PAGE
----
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Help! Ap physics c

  1. Apr 6, 2014 #1
    Warning: I am aware of my careless actions but please help me out

    Ok, i'm a Jr in highschol, I have a 3.7 GPA I've taken honors math and i'm taking ap calculus next year so i'm good with math. I haven't dealt with physics since about 7th grade and my experience with it wasn't that bad. I was hoping to take honors physics at my school, but the way my AP classes were set up I had to take it online, but there wasn't an option for honors, it was AP or on level. Through my ignorance I chose AP because of the extra GPA point little did I know this class would be hell. I currently have a 34 in the course and it's terribly difficult online. If I fail this class is it the end of the world? will I be able to get into a good college? I want to be an aerospace engineer and this is so frustrating knowing that I could have an F on my transcript! Help
  2. jcsd
  3. Apr 6, 2014 #2


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    Do not worry, failing a class is not the end of the world.

    Do you know why you're failing? Is it a problem of not knowing the math and skills necessary to take AP physics? Do you simply not understand the material?
  4. Apr 6, 2014 #3
    Well, to be honest, getting an F on AP Physics isn't going to look good. I think it might harm you quite a bit, especially if you're going into a major like aerospace engineering which uses physics quite a bit. I would try my best to get the best grade possible. An A might not be possible anymore, but anything is better than an F on your transcript.

    That said, getting into good schools is a bit of a problem, but not even the worst of your problems. The worst problem is that you don't understand the material for some reason. The thing you should absolutely do is find out why you're doing so badly. You should come up with problems that you can fix and then implement the solution.

    For example, how are you studying for physics? Just reading the book isn't enough, you need to fight through the book. Make sure you understand every sentence and you can give examples. And most important: do enough problems! Only doing the homework, isn't enough. And looking at the solutions after 1 minute won't do either. You need to do difficult problems and think about it until you find it. It is not easy, but it is the only way.

    Maybe the textbook is bad? Get another text book. You don't understand a concept? Ask on PF. Etc. Try to figure out what is wrong, and then fix it. We live in an age of internet where a gigantic amount of information and help is available. Use it!
  5. Apr 7, 2014 #4
    Your first mistake: taking AP physics C without taking prior calculus. The class is pretty much impossible without calculus, especially the 2nd part which is E&M. I don't think there's anyway you'll pass the class without studying calculus (at least derivatives and integrals).
  6. Apr 7, 2014 #5
    That was my first thought as well. Being "good" at math is not going to help you if you haven't yet learned the calculus necessary. Is the AP physics course taught through your school? If not, you may not need to report it.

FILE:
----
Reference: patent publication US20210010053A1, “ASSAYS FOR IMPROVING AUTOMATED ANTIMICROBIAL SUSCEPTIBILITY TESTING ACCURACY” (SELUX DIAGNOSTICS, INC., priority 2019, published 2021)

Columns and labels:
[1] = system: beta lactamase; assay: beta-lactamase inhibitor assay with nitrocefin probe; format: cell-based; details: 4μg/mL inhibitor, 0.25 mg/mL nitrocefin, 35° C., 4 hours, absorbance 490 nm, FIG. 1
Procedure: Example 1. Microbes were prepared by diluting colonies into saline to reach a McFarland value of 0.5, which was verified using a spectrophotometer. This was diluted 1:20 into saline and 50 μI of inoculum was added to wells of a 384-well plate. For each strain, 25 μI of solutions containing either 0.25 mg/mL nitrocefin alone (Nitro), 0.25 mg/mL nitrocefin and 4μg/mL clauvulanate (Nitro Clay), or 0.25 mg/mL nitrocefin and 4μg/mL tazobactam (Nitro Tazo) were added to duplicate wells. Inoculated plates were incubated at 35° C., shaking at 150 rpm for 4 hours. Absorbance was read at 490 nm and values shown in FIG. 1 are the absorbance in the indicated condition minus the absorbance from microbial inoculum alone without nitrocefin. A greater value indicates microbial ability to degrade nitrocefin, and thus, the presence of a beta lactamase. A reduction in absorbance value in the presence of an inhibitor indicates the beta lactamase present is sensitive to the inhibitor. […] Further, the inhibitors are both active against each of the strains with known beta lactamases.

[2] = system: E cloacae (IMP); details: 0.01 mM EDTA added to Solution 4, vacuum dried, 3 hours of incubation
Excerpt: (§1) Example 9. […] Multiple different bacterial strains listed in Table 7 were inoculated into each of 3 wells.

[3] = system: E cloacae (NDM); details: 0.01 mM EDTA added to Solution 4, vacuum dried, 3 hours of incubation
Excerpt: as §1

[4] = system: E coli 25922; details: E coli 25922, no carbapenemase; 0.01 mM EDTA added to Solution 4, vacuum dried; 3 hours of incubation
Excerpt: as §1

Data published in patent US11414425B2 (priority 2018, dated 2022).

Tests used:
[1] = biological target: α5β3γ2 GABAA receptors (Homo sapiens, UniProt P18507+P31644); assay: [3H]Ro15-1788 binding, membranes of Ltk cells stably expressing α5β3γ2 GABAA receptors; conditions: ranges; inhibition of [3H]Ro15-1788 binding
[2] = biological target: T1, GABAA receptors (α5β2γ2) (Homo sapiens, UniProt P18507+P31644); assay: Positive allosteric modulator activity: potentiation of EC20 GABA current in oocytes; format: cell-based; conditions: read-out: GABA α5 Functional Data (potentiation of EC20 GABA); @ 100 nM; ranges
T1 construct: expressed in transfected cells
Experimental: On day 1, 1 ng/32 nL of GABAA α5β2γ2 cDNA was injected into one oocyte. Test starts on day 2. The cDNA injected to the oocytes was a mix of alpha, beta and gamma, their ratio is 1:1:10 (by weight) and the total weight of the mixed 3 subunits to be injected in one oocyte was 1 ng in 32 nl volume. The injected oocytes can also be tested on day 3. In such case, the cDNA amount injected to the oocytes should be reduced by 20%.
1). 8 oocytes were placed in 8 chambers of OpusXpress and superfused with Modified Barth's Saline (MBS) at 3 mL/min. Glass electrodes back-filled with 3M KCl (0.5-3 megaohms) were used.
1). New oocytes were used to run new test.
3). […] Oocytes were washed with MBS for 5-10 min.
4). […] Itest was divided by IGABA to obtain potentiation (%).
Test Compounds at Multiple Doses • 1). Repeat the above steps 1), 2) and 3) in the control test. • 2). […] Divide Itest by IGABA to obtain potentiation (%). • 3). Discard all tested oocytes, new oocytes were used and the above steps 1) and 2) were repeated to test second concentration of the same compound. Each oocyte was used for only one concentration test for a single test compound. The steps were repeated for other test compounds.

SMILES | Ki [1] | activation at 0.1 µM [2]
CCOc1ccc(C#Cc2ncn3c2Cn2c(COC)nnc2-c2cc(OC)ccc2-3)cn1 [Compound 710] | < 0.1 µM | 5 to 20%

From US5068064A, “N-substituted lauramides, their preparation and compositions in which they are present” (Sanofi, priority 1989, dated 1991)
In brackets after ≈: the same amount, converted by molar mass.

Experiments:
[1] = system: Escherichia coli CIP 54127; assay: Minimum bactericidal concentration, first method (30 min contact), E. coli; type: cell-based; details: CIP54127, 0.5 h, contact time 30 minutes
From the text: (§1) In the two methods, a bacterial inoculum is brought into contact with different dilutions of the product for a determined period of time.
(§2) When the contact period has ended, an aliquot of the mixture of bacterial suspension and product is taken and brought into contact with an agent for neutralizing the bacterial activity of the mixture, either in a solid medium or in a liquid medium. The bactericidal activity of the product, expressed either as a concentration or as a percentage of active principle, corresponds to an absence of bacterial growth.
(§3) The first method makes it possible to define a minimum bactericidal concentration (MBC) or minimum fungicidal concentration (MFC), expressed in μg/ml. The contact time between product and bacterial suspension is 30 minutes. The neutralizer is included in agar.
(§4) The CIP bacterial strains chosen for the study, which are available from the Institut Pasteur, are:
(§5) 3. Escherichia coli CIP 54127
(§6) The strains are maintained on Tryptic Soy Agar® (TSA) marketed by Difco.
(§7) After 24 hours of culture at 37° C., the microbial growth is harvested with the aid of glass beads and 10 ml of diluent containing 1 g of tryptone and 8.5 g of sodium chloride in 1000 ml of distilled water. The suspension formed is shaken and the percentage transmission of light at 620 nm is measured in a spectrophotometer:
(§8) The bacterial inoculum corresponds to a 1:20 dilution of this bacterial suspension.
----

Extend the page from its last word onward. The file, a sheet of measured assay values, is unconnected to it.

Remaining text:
In addition, I can't believe that a school would encourage taking a math-oriented class online.
  7. Apr 7, 2014 #6
    Wow, I entirely missed that you didn't know calculus! Yeah, then it's practically impossible to pass the class.

    How were you allowed to even enroll in the class witout calculus???
  8. Apr 7, 2014 #7


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    This is not true at all-a statement like that needs a case by case assessment. I took AP Physics C my junior year of HS without having taken calculus before as did a couple of others in the class and it (the math) was no trouble at all for any of us. If one finds AP Physics C to be hard it's almost always because of the physics, not because of the absolutely trivial level of calculus the class entails. The necessary calculus for the class can be learned in less than a week.

    Of course if one goes into AP Physics C without knowing the class uses calculus, to whatever little extent that it does, then that's clearly a huge mistake and in such a case they would definitely be in for an initial shock. But again, the required calculus can be learnt quickly and easily and is seldom used in the class proper. The geometric problems in EM involve very basic integrals and most of the troubles for students tend to lie instead in setting up the problem based on the underlying physics-the same goes for mechanics (coordinate systems, reference frames, free-body diagrams, knowing when to use conservation of energy vs. Newton's 2nd law etc.)
    Last edited: Apr 7, 2014
  9. Apr 7, 2014 #8
    I do apologize for that, but if AP physics C is like any college level E&M class, I don't see how you can pass without calculus. The first half is definitely possible without calculus, but E&M, I don't see how.
  10. Apr 7, 2014 #9
    Well, I know you can :tongue: Regular people like me don't have brilliance for that!

    Anyway, I would kind of like to hear back from the OP. He should make clear why the class is so difficult. Maybe the issue is not at all the calculus...
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